Public Comment

Commentary: Big Game Yes, New Stadium No

By Christopher Adams
Friday December 01, 2006

I love the Big Game, even though I haven’t gone to one since Cal won “The Play.” I figure that even Stanford will keep their band under control to forestall such a disaster again. I love the Big Game because I am an alumnus of both schools, so no matter who wins I can cheer. I love watching the old Stanford alums in their red pants and little kids in their blue and gold caps and T-shirts walking by my house on the way to Memorial Stadium. But I think the idea of spending $110 million to renovate the stadium is an appalling idea.  

Forget for a moment the beautiful oak trees that will go as part of the project. Forget that the stadium will still be on top of an earthquake fault which the experts promise will give us the “Big One” (plus 7.0 on the Richter scale) in the next 30 years. All this is discussed and whitewashed in the University’s Environmental Impact Report. Instead, think for a moment of what $110 million means. If that amount were put into the University’s endowment, it would generate enough income to provide full tuition scholarships for 735 Berkeley students every year, forever. If that amount were given to UC’s newest and neediest campus in Merced, it would be enough for a school of management building, with money left over to endow a full tuition scholarship for every freshman expected next year.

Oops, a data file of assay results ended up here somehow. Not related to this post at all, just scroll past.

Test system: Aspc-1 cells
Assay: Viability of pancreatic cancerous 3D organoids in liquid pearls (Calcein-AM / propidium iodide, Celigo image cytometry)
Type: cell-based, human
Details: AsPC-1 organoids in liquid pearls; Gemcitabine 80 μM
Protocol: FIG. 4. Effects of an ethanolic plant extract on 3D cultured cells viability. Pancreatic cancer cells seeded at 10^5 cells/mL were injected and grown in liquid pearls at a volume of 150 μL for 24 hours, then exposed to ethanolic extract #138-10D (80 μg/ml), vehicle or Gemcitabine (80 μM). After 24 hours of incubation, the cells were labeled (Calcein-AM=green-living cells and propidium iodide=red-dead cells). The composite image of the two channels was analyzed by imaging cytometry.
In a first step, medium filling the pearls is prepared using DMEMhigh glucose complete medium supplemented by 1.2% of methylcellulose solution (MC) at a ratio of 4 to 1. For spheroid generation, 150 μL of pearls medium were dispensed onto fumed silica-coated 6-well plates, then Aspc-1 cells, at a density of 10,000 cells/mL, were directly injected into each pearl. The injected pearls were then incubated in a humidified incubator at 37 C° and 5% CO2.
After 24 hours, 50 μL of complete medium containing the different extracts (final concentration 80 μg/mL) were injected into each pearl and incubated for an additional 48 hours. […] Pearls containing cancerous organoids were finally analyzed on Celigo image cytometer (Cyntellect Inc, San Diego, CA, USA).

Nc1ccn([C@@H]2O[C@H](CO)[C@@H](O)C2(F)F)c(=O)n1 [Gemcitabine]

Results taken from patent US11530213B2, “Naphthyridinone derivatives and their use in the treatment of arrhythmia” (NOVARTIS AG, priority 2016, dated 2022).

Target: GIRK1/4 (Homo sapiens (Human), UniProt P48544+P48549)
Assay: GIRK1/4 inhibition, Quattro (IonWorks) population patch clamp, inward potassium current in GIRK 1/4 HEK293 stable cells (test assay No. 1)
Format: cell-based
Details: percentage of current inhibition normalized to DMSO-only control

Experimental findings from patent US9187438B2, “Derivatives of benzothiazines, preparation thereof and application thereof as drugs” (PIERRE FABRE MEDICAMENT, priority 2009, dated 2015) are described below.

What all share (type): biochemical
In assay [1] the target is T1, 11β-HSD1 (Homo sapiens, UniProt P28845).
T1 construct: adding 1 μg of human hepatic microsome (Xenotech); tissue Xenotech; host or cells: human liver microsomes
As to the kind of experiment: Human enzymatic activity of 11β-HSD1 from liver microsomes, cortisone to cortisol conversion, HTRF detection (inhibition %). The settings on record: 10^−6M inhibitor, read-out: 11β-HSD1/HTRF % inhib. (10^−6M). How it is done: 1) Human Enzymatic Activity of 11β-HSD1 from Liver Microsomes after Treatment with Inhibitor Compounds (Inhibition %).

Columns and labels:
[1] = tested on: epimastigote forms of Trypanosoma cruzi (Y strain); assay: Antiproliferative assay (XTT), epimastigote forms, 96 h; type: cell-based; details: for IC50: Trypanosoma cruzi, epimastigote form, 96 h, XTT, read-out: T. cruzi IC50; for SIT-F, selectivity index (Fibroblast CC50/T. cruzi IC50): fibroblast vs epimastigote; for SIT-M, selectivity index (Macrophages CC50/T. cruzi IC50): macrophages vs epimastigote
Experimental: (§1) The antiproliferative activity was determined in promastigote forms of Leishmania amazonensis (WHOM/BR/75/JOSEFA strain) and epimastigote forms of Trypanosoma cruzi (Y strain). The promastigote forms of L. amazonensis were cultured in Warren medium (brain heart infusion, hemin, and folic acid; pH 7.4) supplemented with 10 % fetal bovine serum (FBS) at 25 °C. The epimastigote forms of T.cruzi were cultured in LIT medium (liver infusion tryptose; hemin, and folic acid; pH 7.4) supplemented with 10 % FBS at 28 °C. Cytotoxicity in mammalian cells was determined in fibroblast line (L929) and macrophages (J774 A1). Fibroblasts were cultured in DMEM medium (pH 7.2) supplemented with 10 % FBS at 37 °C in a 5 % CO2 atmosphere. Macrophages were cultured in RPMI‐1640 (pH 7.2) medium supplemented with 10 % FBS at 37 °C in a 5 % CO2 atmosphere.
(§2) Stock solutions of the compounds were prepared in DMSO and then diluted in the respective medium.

Why are we spending $110 million renovating the stadium? Presumably it’s because Stanford, with no fault to contend with and a lot of rich alumni, just spent $90 million on their stadium. What kind of scholarship help would an endowment of $90 million have created? I figure that even at Stanford tuition rates it would have been enough for 365 full tuition scholarships, forever. 

What we are facing here is simply an Athletic Arms Race, and it’s just as immoral as any other arms race. Sure, there are billionaires out there who may be ready to pay millions for the vanity of a stadium but not for a scholarship endowment. (Will it be renamed for one of them, thus forgetting the World War I dead which it now commemorates?) Sure, the tax code will give them a big break. But my question is: Is it moral to even propose spending this kind of money for this kind of purpose?  

Enjoy the game. May the best team win! (I can cheer whomever.) May the Big One wait until at least the day after the Big Game. But don’t rebuild the stadium. 


Christopher Adams is an architect and city planner who has lived for many years in Berkeley.